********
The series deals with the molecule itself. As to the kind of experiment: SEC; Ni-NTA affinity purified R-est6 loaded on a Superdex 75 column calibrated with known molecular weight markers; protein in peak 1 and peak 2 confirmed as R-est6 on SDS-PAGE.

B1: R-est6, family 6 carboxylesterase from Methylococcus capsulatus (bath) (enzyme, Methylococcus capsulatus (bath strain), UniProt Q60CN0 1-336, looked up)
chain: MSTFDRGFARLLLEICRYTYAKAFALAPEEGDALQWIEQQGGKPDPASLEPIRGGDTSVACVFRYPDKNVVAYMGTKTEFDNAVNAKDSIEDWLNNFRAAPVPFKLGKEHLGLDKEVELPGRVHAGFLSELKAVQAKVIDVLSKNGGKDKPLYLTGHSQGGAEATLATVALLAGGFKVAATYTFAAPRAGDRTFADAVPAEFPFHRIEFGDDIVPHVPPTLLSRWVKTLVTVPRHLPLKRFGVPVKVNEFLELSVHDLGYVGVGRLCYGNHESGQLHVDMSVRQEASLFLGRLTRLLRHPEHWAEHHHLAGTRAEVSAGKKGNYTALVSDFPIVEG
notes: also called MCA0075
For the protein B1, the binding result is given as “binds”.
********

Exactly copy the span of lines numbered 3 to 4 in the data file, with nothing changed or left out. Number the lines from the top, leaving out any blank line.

chain: MSTFDRGFARLLLEICRYTYAKAFALAPEEGDALQWIEQQGGKPDPASLEPIRGGDTSVACVFRYPDKNVVAYMGTKTEFDNAVNAKDSIEDWLNNFRAAPVPFKLGKEHLGLDKEVELPGRVHAGFLSELKAVQAKVIDVLSKNGGKDKPLYLTGHSQGGAEATLATVALLAGGFKVAATYTFAAPRAGDRTFADAVPAEFPFHRIEFGDDIVPHVPPTLLSRWVKTLVTVPRHLPLKRFGVPVKVNEFLELSVHDLGYVGVGRLCYGNHESGQLHVDMSVRQEASLFLGRLTRLLRHPEHWAEHHHLAGTRAEVSAGKKGNYTALVSDFPIVEG
notes: also called MCA0075